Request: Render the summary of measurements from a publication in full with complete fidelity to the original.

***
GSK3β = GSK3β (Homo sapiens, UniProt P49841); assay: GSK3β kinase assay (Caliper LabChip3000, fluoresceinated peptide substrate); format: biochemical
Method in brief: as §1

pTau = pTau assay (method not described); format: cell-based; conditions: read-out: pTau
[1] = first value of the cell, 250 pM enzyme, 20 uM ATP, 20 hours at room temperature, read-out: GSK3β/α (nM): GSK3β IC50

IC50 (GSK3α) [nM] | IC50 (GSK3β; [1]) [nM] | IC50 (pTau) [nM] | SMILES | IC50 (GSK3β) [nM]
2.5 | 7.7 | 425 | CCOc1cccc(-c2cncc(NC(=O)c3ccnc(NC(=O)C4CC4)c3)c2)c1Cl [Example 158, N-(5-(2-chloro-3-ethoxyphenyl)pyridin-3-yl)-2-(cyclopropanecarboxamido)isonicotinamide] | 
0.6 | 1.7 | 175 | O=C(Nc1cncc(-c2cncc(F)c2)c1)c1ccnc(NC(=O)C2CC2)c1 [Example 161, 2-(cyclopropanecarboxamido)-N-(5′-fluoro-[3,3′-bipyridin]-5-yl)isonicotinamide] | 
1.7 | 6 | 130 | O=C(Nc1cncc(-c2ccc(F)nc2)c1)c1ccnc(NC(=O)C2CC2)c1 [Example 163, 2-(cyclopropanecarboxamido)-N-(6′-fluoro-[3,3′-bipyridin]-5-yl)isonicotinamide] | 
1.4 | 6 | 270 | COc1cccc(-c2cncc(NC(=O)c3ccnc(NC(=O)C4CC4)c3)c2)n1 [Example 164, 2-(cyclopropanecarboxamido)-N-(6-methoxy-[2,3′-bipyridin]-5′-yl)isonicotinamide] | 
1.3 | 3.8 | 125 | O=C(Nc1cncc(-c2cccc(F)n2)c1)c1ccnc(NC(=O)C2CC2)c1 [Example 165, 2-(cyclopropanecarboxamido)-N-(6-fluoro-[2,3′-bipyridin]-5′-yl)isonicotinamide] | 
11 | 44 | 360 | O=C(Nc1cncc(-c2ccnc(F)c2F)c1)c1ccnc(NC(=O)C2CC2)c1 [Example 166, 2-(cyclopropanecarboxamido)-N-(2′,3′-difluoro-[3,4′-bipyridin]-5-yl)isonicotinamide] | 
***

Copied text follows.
GSK3β = GSK3β (Homo sapiens, UniProt P49841); assay: GSK3β kinase assay (Caliper LabChip3000, fluoresceinated peptide substrate); format: biochemical
Method in brief: as §1

pTau = pTau assay (method not described); format: cell-based; conditions: read-out: pTau
[1] = first value of the cell, 250 pM enzyme, 20 uM ATP, 20 hours at room temperature, read-out: GSK3β/α (nM): GSK3β IC50

IC50 (GSK3α) [nM] | IC50 (GSK3β; [1]) [nM] | IC50 (pTau) [nM] | SMILES | IC50 (GSK3β) [nM]
2.5 | 7.7 | 425 | CCOc1cccc(-c2cncc(NC(=O)c3ccnc(NC(=O)C4CC4)c3)c2)c1Cl [Example 158, N-(5-(2-chloro-3-ethoxyphenyl)pyridin-3-yl)-2-(cyclopropanecarboxamido)isonicotinamide] | 
0.6 | 1.7 | 175 | O=C(Nc1cncc(-c2cncc(F)c2)c1)c1ccnc(NC(=O)C2CC2)c1 [Example 161, 2-(cyclopropanecarboxamido)-N-(5′-fluoro-[3,3′-bipyridin]-5-yl)isonicotinamide] | 
1.7 | 6 | 130 | O=C(Nc1cncc(-c2ccc(F)nc2)c1)c1ccnc(NC(=O)C2CC2)c1 [Example 163, 2-(cyclopropanecarboxamido)-N-(6′-fluoro-[3,3′-bipyridin]-5-yl)isonicotinamide] | 
1.4 | 6 | 270 | COc1cccc(-c2cncc(NC(=O)c3ccnc(NC(=O)C4CC4)c3)c2)n1 [Example 164, 2-(cyclopropanecarboxamido)-N-(6-methoxy-[2,3′-bipyridin]-5′-yl)isonicotinamide] | 
1.3 | 3.8 | 125 | O=C(Nc1cncc(-c2cccc(F)n2)c1)c1ccnc(NC(=O)C2CC2)c1 [Example 165, 2-(cyclopropanecarboxamido)-N-(6-fluoro-[2,3′-bipyridin]-5′-yl)isonicotinamide] | 
11 | 44 | 360 | O=C(Nc1cncc(-c2ccnc(F)c2F)c1)c1ccnc(NC(=O)C2CC2)c1 [Example 166, 2-(cyclopropanecarboxamido)-N-(2′,3′-difluoro-[3,4′-bipyridin]-5-yl)isonicotinamide] | 